why did these companies choose Tcl over Python

Jonathan Gardner jgardner.jonathangardner.net at gmail.com
Tue Oct 30 23:38:00 CET 2007


On Oct 30, 2:25 pm, chewie54 <dfabrizi... at gmail.com> wrote:
>
> I would prefer to use Python but can't deny how popular Tcl is,  as
> mentioned above,  so my question is why wasn't Python selected by
> these companies as the choice of scripting languages for their
> product?
>

Here are some reasons why people choose language X over Y:

- History. We've always used X, so why should we use Y?
- Peer pressure. Everyone else uses X.
- Licensing. Language X's license fits our business better than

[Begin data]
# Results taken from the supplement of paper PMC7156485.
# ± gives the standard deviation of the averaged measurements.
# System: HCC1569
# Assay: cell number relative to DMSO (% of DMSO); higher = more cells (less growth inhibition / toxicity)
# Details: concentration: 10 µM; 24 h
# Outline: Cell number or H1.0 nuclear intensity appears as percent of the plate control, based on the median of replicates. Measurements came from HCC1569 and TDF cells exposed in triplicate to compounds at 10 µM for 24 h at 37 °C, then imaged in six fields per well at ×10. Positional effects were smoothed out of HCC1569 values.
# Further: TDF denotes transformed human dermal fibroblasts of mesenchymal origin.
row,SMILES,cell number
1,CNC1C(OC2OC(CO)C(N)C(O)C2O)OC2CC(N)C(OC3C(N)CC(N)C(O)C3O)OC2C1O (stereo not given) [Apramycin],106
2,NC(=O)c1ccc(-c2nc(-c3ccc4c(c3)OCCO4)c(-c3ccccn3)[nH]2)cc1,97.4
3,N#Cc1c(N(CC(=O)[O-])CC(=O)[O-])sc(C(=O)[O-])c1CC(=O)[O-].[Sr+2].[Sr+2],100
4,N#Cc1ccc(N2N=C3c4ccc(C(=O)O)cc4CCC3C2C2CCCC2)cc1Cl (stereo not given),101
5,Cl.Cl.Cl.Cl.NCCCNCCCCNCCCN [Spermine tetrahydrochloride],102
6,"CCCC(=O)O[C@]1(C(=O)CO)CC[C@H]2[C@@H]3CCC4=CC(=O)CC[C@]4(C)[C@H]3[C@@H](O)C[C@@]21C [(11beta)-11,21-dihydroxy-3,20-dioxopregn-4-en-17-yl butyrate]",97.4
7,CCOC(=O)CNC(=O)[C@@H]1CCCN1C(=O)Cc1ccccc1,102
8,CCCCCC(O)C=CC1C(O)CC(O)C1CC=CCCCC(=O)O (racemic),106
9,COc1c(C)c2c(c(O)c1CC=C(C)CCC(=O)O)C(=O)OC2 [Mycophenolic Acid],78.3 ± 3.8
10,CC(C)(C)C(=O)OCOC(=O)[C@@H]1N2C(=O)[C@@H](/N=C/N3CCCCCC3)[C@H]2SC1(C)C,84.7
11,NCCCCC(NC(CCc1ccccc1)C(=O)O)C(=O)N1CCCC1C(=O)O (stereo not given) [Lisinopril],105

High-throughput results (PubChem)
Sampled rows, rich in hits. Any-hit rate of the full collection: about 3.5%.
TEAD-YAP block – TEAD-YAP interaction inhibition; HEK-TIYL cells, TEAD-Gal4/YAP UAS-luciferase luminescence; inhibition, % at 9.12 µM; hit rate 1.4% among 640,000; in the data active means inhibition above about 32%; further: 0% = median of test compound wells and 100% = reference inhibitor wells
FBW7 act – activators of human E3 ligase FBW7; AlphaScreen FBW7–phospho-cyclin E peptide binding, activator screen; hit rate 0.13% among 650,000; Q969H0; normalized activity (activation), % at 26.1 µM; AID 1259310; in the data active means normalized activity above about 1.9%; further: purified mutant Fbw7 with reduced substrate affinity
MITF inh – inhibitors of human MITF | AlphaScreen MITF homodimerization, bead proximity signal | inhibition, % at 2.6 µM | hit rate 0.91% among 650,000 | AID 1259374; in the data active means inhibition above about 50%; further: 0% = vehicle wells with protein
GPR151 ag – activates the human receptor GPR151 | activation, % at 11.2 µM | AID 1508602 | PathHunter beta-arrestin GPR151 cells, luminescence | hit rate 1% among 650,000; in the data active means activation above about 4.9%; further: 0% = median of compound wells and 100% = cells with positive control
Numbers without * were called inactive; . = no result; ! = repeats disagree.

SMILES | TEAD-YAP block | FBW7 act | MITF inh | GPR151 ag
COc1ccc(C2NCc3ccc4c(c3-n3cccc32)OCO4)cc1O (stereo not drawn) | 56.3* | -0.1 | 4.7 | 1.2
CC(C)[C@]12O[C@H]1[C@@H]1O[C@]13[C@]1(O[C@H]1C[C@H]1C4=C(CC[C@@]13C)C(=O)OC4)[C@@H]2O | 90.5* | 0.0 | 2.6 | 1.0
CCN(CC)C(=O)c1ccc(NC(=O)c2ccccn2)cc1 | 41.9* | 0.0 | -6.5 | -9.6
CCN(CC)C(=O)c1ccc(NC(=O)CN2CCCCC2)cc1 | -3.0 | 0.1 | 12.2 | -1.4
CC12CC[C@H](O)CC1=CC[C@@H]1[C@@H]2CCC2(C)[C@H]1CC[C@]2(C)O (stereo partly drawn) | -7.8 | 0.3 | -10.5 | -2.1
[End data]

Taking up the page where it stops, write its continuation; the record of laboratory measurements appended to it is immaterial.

language Y.
- Support. It is easier/safer/etc... to get support for language X
over language Y. (In some cases, the company that wrote X provides
support contracts while language Y doesn't have such a company.)
- Customer demands. Our customers want language X support, not Y.
- Features. Language X does A, B, and C really well, while language Y
only does it a little bit or not very well.

You'd have to ask them why they do what they do, but it's probably a
combination of the above. Oftentimes, the reasons cited are based on
assumptions and not facts. Of course, objectively measuring any
language is difficult at best, so there is little hope of this ever
getting any better.

As far as performance, memory footprint, cross-platform support, I
don't believe Tcl is better than Python (and probably not worse), at
least compared to C.

Tcl might also be a more natural language for hardware people who have
a hard time accepting the more esoteric concepts of software
engineering. It's a straight-forward language with little in the way
of what they may consider fluff.




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